A Clean SOX 404 Audit Doesn't Mean All is Well
By Ernie Sampias
November 3, 2011 (SmartPros) A clean SOX 404 audit opinion doesn't mean all is well with your company. Audits are great at looking backwards but what about assessing risks?
Just as it can be amusing to hear campaigning politicians promise to wag the economic dog by its tail with their “jobs plans,” it’s equally difficult to regulate good management practices.
Yet those in power – Congress, the SEC, and various self-governing standards bodies – are bound to continue to attempt to make good management practices the rule rather than the exception. To wit: After Enron faked out Wall and Main streets while auditor Arthur Anderson blithely stood by, Congress passed the Sarbanes Oxley legislation in 2002. The close-the-barn-door-after-the-horse-got-out legislation brought along with it, among other rules, the SOX 404 audit of a public company’s internal controls.
Section 404 of Sarbanes-Oxley requires the CEO and CFO to certify that they have tested their internal controls and found them effective. External auditors had to continue their financial statement audits, but they also had to attest on the effectiveness of the company’s internal controls. The whole SOX legislation was about improving the integrity of financial statements after massive frauds of Enron, WorldCom and Qwest. Financial statements, by their nature, are records of historical events.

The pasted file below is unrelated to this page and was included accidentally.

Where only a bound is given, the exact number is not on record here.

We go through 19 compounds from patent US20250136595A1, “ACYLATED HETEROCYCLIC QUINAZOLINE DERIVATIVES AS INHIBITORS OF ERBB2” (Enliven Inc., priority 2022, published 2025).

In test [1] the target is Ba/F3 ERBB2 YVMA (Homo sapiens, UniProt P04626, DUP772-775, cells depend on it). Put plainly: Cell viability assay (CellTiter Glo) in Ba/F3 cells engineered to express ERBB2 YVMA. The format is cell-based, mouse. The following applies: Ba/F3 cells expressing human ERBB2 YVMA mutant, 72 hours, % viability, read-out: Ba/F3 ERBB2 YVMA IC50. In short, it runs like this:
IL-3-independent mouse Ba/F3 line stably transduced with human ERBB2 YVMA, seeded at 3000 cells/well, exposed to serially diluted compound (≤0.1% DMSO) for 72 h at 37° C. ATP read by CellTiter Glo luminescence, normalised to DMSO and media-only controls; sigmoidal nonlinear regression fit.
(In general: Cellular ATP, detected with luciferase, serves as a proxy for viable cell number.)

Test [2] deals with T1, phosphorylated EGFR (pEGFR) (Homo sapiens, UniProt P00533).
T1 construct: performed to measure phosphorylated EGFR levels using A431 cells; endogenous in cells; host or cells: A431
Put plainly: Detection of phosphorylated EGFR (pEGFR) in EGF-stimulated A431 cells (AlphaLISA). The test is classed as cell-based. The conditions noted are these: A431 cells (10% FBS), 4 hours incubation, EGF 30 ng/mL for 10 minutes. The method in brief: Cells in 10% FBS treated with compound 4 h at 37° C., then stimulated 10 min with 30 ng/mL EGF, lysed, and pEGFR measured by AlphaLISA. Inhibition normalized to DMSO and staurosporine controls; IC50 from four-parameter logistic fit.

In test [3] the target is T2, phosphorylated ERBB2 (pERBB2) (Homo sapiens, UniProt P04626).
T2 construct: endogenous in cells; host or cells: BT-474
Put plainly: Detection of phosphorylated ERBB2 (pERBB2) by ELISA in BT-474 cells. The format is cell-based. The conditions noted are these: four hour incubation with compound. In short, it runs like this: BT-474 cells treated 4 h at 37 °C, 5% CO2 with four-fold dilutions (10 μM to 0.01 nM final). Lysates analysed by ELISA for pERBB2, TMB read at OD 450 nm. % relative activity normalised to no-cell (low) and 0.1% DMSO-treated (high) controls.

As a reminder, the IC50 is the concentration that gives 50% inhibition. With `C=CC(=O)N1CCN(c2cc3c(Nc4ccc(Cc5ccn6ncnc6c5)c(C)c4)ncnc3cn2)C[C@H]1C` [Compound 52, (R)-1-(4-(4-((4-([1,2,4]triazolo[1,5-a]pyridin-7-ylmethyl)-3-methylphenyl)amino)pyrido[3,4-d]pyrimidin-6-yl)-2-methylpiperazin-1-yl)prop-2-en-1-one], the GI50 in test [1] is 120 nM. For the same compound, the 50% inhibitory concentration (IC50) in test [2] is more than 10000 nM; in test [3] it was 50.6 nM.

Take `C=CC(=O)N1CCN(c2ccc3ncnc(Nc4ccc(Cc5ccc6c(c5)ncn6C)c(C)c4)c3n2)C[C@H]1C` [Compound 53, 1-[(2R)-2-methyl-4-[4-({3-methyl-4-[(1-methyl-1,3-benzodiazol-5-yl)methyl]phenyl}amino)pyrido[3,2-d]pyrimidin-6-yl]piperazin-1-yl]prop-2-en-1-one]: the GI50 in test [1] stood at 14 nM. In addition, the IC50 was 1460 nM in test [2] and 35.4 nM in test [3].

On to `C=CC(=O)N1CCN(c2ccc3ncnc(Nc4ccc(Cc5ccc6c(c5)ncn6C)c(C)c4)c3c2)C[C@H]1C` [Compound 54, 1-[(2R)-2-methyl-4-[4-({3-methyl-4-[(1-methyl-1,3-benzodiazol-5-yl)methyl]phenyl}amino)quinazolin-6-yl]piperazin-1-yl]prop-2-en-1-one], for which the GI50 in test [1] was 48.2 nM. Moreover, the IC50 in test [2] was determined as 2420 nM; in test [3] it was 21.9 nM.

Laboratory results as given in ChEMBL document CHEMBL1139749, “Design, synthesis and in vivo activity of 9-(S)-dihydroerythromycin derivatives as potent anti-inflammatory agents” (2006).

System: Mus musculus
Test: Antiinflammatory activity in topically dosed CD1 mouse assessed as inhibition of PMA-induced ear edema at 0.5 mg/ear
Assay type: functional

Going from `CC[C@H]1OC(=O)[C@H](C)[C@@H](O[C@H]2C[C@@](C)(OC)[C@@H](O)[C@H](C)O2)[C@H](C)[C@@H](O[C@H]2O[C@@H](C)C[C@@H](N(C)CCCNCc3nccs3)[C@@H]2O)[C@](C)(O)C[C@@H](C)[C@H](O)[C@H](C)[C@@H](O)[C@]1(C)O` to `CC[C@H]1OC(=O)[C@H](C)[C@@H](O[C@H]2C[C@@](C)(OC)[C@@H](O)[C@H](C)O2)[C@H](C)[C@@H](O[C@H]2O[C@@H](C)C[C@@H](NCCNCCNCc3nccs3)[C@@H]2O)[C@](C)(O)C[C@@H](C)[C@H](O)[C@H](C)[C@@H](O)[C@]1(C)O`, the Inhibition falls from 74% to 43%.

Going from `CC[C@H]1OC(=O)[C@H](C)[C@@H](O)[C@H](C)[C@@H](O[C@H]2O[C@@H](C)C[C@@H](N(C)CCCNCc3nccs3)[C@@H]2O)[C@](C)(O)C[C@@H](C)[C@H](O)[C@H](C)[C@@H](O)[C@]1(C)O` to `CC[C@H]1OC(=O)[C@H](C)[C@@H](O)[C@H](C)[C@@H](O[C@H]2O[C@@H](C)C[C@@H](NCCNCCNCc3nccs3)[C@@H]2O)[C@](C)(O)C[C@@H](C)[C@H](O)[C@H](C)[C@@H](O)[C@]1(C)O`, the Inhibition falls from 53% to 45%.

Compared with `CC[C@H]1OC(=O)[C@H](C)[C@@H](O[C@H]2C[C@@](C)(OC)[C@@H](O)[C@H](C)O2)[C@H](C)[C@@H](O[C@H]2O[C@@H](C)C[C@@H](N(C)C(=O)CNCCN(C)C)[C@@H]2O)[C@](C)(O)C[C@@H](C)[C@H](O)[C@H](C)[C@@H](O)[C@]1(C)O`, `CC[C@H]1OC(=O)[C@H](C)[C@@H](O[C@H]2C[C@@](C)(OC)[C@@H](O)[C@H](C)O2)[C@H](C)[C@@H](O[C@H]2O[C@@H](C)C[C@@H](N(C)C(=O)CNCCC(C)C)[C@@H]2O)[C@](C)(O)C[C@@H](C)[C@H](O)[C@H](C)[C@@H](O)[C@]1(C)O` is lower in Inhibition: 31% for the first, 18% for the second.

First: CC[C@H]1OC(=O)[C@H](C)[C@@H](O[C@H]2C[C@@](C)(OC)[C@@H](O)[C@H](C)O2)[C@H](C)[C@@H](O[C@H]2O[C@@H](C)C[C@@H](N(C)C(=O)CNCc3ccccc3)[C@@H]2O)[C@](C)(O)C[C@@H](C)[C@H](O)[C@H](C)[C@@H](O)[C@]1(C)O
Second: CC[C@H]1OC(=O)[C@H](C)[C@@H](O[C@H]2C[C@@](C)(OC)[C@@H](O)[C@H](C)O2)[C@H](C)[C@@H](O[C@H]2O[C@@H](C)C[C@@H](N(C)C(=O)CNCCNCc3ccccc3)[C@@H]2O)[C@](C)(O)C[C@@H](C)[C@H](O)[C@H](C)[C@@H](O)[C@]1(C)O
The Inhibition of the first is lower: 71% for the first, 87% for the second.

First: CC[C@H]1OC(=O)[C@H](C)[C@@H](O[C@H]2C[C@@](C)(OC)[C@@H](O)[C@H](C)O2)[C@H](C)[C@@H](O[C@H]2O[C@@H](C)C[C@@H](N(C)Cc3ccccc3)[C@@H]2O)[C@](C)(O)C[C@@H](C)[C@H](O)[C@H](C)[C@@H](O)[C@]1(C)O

Then, in 2008, came the financial meltdown, which still hangs over our economy today. Large investment banks and insurance companies bought huge bundles of poorly underwritten home mortgages. This crisis wasn’t caused by unreliable financial statements, but by the banks and other institutional investors being unable to analyze their risks.
Besides the economic fallout, there were regulatory changes as well. The 2008 crash gave us Dodd-Frank legislation, which is essentially Congress telling banks that they need to be better managers of risk, because who wants another fallout of the financial system? Dodd-Frank raised capital requirements and contains requirements for financial holding companies with more than $10 billion in assets, including creating specialized risk committees. For example, I’m a shareholder of Citigroup Inc.; in their 2010 annual report, there are 50 pages devoted to fostering a culture of “intelligent risk-taking.”
So that’s the world we live in today, a financial world that tried to take steps to improve things after the disasters already occurred. Does that mean today’s public companies, with their SOX 404 audits and financial controls, are better capitalized, better managed and make more attractive investments than before? Unfortunately not.
The previously described overhauls of the financial reporting system are essentially backwards-looking. What companies need is a better handle on their greatest risks. This includes better identification of risk, a way to rank the most serious risks and improved forecasting of the impacts of these “value killers.”